Short Circuit Protection

Written by Kevin Tavolaro
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In order to secure the dependability of a system that deals with high voltages, short circuit protection must be implemented. The generation of high voltages produces heat, which can rapidly build up and spread through a system if not properly regulated. Excessive heat can easily damage sensitive components, such as circuit boards, which can lead to problems ranging from a temporary system shutdown, to serious irreversible damage to the application.

An often overlooked type of short circuit protection involves visually examining the system prior to operation. This entails first checking for stray pieces of wire, solder, or screws, which can cause malfunctions just by coming into contact with sensitive circuits. The second step in this process is to examine transformers for any leakage, which is the first sign of an impending short. Finally, the system should be reviewed for any loose, eroded, or broken connections, which must be remedied before operation can resume.

Types of Short Circuit Protection

One of the prime difficulties encountered in a system is that the transistor is in series with the electrical load. Because of this, a short that develops in the load will be transmitted directly to the regulator circuit, which will damage the pass transistor, and can potentially disable the entire device, causing serious damage to the application. One way to protect against this is to install a fuse in the circuit. The fuse intercepts the short as it passes through the circuit, and automatically blows. This action prompts the device to momentarily cease functioning, which halts the current flow before the short reaches the regulator. While this approach can be effective for preventing damage, it still entails the sudden shut down of the device, which can have drawbacks, especially when working with computers, which may lose data as a result.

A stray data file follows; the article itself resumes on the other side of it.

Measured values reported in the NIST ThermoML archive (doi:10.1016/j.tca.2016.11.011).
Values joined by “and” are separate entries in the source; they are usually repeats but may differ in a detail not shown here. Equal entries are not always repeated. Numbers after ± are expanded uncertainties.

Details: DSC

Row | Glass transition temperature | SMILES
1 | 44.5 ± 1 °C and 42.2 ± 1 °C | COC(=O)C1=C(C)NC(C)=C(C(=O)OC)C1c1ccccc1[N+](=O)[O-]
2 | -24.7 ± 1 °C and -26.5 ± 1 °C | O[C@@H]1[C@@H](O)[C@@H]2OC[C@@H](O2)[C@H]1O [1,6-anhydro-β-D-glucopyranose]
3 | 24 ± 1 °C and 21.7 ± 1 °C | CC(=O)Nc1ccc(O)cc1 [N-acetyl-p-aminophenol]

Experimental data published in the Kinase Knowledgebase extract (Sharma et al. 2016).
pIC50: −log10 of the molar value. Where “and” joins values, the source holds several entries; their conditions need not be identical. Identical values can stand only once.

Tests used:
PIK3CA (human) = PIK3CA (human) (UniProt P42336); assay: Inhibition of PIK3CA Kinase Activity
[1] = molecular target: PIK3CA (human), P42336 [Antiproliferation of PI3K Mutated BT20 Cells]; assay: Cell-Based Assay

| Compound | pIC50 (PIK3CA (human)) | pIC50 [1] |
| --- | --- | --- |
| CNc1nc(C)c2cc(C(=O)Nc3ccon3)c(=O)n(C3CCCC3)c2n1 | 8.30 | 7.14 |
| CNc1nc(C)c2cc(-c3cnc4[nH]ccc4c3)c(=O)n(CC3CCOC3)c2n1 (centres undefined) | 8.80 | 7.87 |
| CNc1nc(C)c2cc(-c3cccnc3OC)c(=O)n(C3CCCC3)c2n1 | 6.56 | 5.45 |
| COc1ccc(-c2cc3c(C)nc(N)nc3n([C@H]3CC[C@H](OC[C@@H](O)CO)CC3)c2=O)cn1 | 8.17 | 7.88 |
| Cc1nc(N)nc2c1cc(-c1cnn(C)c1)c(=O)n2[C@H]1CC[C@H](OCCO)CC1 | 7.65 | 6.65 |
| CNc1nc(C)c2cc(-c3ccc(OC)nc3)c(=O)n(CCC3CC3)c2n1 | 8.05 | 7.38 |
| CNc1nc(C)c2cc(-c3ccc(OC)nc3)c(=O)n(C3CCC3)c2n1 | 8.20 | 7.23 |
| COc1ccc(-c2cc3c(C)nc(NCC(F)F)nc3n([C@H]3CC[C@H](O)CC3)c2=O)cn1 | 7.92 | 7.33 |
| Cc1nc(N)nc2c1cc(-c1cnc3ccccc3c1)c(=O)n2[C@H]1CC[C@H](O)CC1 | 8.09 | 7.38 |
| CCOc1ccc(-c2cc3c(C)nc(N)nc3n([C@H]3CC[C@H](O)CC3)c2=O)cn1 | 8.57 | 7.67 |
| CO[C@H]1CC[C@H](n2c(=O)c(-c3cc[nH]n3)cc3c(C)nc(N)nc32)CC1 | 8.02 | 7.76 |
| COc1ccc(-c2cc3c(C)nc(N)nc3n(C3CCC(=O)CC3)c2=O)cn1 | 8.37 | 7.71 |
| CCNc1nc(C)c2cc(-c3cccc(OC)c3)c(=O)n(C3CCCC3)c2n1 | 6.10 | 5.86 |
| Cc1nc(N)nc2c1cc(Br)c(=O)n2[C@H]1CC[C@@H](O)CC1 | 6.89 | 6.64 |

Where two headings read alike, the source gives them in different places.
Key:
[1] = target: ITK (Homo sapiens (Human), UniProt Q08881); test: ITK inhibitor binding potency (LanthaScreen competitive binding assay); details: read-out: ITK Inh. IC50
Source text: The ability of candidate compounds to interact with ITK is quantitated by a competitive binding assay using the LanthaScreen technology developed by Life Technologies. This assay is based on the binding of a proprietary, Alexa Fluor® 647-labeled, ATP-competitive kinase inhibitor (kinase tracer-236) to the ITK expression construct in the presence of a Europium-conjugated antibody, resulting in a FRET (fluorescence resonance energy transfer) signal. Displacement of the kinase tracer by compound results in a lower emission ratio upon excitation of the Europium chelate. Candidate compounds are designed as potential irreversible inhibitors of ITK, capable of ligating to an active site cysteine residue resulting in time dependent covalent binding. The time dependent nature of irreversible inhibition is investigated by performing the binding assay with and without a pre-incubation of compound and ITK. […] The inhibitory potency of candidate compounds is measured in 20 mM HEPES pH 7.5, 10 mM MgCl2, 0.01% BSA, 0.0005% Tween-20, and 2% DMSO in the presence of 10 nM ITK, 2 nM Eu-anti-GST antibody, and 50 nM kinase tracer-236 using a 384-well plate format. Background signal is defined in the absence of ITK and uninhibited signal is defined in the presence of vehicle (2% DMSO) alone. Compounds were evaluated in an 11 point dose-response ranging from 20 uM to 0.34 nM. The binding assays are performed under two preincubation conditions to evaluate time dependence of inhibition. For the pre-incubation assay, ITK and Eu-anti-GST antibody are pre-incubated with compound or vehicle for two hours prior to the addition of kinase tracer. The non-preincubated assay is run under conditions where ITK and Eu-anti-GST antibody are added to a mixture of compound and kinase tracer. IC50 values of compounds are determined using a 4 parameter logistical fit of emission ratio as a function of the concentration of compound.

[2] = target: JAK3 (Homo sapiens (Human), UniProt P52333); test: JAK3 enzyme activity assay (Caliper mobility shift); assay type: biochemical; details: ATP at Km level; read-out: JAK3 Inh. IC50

Another method of short circuit protection is the use of a current-limiting circuit. As the name implies, a current limiting circuit limits electrical current to a safe value automatically. This component is installed in the system, and much like a transformer, automatically detects voltages and adjusts them according to what is safe for the area. This is done via a dual-winding system, in which two coils intercept and reprocess the energy. The first coil is charged, and absorbs the electrical current as it passes. It then redirects the current to the second, uncharged, coil. The current is adjusted during this interaction, according to preset specifications. The second coil then transmits the energy, now at a level that poses no danger for the area it is crossing.

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